Concept illustration for research robots that could bring samples of Mars rocks to Earth-based labs.
Sophisticated equipment on the Perseverance rover is helping answer some of the many questions researchers have about Mars’ geology over time.
A helicopter, net and a long-line cable - as well as a skilled pilot - were key to the ‘rescue’ operation.
Without intervention, the rock may have been destroyed by high tides and storm surges.
Haikouichthys ercaicunensis based on fossil evidence.
A biologist explains how researchers nail down the age of ancient fossils thanks to a physical process called radioactive decay.
Proponents claim the stones can promote health and well-being.
Crystals are part of a larger tradition of metaphysical religions that have a long history in the U.S.
Dating of rocks that once formed some of the world’s first beaches suggests the first large continents grew large enough to rise above sea level roughly 3 billion or so years ago.
Perseverance took a selfie next to its biggest accomplishment yet – the two small drill holes where the rover took samples of Martian rocks.
Perseverance and its helicopter sidekick, Ingenuity, have been on Mars for nearly nine months. The duo have taken rock samples, performed first flights and taken images of the delta in Jezero Crater.
When borders reopen, take an Aussie road trip and explore the continent’s unique geology, from meteorites in the Nullarbor Plain to rock formations that are billions of years old.
New research suggests that Venus’ crust is broken into large blocks – the dark reddish–purple areas – that are surrounded by belts of tectonic structures shown in lighter yellow–red.
Paul K. Byrne/NASA/USGS
Researchers used decades-old radar data and found that some low-lying areas of Venus’ crust are moving and jostling. This evidence is some of the strongest yet of tectonic activity on Venus.
The greenhouse effect and plate tectonics are essential for maintaining water on the Earth’s surface.
NASA/Goddard Space Flight Center/Reto Stöckli
The presence of water on the Earth’s surface is the result of a subtle balance between different mechanisms in the atmosphere and below the surface.
Himalayan rocks hold magnetic clues about their origins.
Craig Robert Martin
Earth’s magnetic field locks information into lava as it cools into rock. Millions of years later, scientists can decipher this magnetic data to build geologic timelines and maps.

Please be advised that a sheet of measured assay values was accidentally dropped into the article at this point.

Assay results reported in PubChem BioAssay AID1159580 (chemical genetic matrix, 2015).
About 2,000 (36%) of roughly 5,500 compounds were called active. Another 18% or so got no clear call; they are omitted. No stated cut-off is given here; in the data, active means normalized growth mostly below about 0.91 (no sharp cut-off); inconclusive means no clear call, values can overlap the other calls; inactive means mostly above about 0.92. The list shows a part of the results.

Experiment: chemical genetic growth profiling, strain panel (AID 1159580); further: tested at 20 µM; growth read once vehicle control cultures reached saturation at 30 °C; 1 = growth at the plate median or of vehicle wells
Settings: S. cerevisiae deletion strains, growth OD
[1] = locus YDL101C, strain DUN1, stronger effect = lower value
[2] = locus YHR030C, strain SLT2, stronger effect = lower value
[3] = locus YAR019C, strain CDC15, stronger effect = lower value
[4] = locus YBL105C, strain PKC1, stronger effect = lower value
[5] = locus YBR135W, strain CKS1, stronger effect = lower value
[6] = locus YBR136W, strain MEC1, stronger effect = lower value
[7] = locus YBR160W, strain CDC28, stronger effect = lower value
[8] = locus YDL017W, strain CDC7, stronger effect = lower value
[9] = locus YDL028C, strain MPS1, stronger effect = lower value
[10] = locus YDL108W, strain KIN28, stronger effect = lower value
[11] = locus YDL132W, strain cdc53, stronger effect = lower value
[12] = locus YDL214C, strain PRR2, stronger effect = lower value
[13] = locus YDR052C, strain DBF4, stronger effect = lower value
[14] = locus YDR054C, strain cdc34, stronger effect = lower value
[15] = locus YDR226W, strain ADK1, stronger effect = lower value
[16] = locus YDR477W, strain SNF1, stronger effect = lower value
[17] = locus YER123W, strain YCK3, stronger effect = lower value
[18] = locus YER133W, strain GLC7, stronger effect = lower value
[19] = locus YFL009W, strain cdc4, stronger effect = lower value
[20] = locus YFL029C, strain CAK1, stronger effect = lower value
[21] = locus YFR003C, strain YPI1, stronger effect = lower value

Weathering of rocks like these basalt formations in Idaho triggers chemical processes that remove carbon dioxide from the air.
To avoid global warming on a catastrophic scale, nations need to reduce emissions and find ways to pull carbon from the air. One promising solution: spreading rock dust on farm fields.
The sacred site of Uluru. In our Law we know that rocks are sentient and contain spirit.
There are memorial stones scattered along songlines throughout the Australian landscape, victims and transgressors transformed into rock following epic struggles to stand as cautionary tales.
Rocks contain a layer-by-layer record of the history of our planet.
As strange as it sounds, rocks are made from stardust.
Experimentally heated quartzite at different stages of heating.
Bentsen and Wurz, 2019, Journal of Field Archaeology
Researchers can more easily compare heated rocks from different studies and areas.
Roberts Rock, before it slid into the sea, provided evidence of ancient vertebrate life.
Trackways made by vertebrates during the Pleistocene era, dating back to between 36 000 and 140 000 years helps with research into ancient animals.
India’s Mawmluh Cave, home of the reference stalagmite for the newly named age.
2018 brought the announcement of a new geologic age that covers the last 4,200 years. How do scientists divide up Earth’s timeline and what do these demarcations mean?
What’s going on 150 kilometers below the Earth’s surface?
Good Free Photos
A new array of seismometers provides a glimpse of what’s happening deep beneath this geologic fault. New data help explain why the north and south of the region are more seismically active than the middle.
Long’s Peak framed by rock outcrop, Rocky Mountain National Park, Colorado.
Scientists have long thought most nitrogen in Earth’s ecosystems comes from the air, but new research shows it also is released as rocks weather. This could boost plant growth and help sequester carbon – but not fast enough to avert climate change, as some pundits have claimed.
Barkly Pass, the stratotype for the Elliot Formation. These beautiful rocks hold ancient secrets.
The earth’s own magnetic field offers a useful way to measure the age of rocks - information that can help unpack ancient events and aid our understanding of the present.
Very powerful, try to avoid.
Lightning strikes are powerful – but we haven’t had solid estimates of their energy until now. Researchers turned to the hollow stone tubes they create by vaporizing sand for more precise calculations.